C.Michael Hogan PhD
October 19, 2008
Whitebark Raspberry is a deciduous arching shrub or bramble with a widespread western USA occurrence. Fruits are attractive to many wildlife species, but have also been consumed by humans since prehistoric times.
R. leucodermis occurs form British Columbia (most typically below 51 degrees northern latitude) southward to California and eastward to Montana, Utah and Nevada. This species is rarely found as far north as southeast Alaska. Elevation occurrence is from 40 to 2400 meters.
The growth form of Whitebark Raspberry is an arching or erect shrub or bramble attaining a height of 40 to 180 cm.. The smooth main canes are gray to purplish and have a waxy coating. The round stems vary from four to ten mm in diameter and bear a multitude of prickles, which may be straight or recurved; (Abrams) main stems are often curved, especially in the season of principal spring flowering. (Jepson, 1993) The compound leaves are set on petioles of one to five cm in length; leaves are somewhat ovate and have moderate lobing and irregular toothing. The leaves are green above and whitish and hairy below.
Flowers occur in clusters of three to ten in number. The white flower petals are three to five mm in length and are elliptical to oblanceolate in shape. The number of pistils typically exceed 15. The somewhat spherical yellowish-red fruits are characteristic raspberry in appearance, and turn blackish upon full ripening. Two closely related species are: (a) R. melanolasius (Red Raspberry) has red berries that do not turn black when ripe and which have gland-tipped bristles on the upper stems, and (b) R. spectabilis.
This plant occurs most frequently in moister areas within its range, preferring ravines and north facing slopes, often on rather steep canyon slopes. It is also found in areas of higher than average precipitation within its range environment. It is tolerant of moderate amounts of shade and can be found in many North Coast Range mixed oak woodland plant associations as well as coastal redwood forests. (Jepson, 1895). Common understory associates in oak woodlands are Western Beaked Hazel, California Huckleberry, Sword Fern and Wild Rose.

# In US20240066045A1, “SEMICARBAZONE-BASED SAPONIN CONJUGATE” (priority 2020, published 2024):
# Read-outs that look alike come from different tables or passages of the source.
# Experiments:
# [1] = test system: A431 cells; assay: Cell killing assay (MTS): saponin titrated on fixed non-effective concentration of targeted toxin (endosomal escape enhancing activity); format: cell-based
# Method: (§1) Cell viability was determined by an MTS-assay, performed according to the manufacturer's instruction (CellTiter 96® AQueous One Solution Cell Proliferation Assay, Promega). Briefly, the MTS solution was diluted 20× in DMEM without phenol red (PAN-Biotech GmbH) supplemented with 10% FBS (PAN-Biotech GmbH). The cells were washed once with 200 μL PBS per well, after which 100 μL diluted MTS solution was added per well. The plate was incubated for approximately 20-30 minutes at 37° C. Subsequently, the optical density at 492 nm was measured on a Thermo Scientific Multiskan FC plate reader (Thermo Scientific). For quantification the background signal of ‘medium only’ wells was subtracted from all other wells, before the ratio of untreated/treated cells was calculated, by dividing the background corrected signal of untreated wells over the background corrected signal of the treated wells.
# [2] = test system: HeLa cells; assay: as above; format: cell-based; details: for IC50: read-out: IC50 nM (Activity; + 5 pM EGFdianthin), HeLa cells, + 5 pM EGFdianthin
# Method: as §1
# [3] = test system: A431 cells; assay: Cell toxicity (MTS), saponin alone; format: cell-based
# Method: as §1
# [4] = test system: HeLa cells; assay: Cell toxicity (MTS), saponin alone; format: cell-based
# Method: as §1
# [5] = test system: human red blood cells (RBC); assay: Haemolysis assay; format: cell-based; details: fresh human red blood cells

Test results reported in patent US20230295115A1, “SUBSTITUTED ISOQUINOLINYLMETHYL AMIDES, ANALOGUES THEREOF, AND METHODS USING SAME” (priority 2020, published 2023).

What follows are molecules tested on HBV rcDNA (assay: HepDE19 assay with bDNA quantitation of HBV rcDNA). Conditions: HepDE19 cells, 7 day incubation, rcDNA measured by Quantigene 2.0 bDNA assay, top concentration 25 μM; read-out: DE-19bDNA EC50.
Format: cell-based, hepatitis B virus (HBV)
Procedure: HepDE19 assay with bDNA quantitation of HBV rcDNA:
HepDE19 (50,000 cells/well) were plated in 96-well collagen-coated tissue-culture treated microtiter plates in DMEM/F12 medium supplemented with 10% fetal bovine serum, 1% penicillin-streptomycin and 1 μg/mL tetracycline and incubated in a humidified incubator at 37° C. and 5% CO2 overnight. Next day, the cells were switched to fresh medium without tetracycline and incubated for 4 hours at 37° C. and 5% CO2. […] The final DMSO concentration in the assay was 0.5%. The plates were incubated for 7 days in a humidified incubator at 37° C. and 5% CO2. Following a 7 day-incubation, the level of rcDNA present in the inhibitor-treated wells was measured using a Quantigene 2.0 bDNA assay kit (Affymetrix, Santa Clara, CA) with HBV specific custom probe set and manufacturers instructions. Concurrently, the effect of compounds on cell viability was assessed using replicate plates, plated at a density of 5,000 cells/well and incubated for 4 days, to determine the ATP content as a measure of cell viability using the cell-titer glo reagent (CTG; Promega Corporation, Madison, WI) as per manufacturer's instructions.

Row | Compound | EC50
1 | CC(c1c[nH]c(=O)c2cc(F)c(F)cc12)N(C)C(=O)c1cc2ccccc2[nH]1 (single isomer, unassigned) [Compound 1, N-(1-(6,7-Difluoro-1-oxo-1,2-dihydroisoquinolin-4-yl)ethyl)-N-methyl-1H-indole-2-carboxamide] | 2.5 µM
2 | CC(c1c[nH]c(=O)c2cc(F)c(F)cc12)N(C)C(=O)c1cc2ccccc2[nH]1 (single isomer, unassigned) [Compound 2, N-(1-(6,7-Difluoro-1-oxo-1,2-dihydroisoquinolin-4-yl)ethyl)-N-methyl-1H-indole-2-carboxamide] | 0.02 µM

The fruit of this species is consumed by many animals as well as humans. Since prehistory the berries have been eaten by Kitasoo, Wuikinuxv, Okanagan, Secwepemc and other Native North American peoples. (Moerman) Fruits are easily separated from the plant when ripe and manifest as juicy, but amply seedy in nature. Seed dispersal is conducted by birds and mammals, who enjoy the ripened berries.
* LeRoy Abrams (1951) Illustrated Flora of the Pacific States, Stanford University Press, 374 pages ISBN 0804700044
* Jepson Manual (1993) University of California Press, Berkeley, California
* Daniel E. Moerman (1998) Native American Ethnobotany, 927 pages ISBN 0881924539
* Glenn Keator (1978) Pacific Coast Berry Finder, 62 pages, Nature Study Guild, Rochester, N.Y. ISBN 0-912550-02-3
* Willis Linn Jepson (1895) (Keator) Erythea: A Journal of botany, West American and General, University of California, v.3-4